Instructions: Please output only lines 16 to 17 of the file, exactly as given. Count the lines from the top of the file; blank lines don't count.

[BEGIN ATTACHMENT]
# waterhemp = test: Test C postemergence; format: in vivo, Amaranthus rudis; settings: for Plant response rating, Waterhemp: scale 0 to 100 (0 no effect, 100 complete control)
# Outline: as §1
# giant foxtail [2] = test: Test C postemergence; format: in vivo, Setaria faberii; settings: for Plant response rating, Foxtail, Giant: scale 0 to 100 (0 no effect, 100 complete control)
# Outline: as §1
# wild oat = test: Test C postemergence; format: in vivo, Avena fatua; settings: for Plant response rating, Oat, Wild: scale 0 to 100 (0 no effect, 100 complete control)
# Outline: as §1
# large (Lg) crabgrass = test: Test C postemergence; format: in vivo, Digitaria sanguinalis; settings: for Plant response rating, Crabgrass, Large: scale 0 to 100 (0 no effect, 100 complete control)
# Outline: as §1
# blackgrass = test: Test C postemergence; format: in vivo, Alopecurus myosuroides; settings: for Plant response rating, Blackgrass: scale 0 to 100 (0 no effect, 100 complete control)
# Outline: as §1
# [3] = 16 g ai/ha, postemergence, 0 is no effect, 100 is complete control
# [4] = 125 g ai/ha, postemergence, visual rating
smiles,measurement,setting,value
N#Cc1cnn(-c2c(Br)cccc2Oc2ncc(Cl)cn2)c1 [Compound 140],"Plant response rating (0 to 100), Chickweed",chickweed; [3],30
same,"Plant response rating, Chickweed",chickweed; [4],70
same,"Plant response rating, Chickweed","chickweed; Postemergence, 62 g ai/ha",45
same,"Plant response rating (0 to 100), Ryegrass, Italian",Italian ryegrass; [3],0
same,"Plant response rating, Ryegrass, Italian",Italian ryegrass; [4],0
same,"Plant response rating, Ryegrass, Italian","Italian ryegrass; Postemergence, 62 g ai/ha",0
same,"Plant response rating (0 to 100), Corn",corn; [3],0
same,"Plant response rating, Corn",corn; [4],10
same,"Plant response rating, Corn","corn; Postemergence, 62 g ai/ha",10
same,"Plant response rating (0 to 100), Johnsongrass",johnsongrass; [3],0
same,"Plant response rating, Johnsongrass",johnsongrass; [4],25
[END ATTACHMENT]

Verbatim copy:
same,"Plant response rating, Chickweed","chickweed; Postemergence, 62 g ai/ha",45
same,"Plant response rating (0 to 100), Ryegrass, Italian",Italian ryegrass; [3],0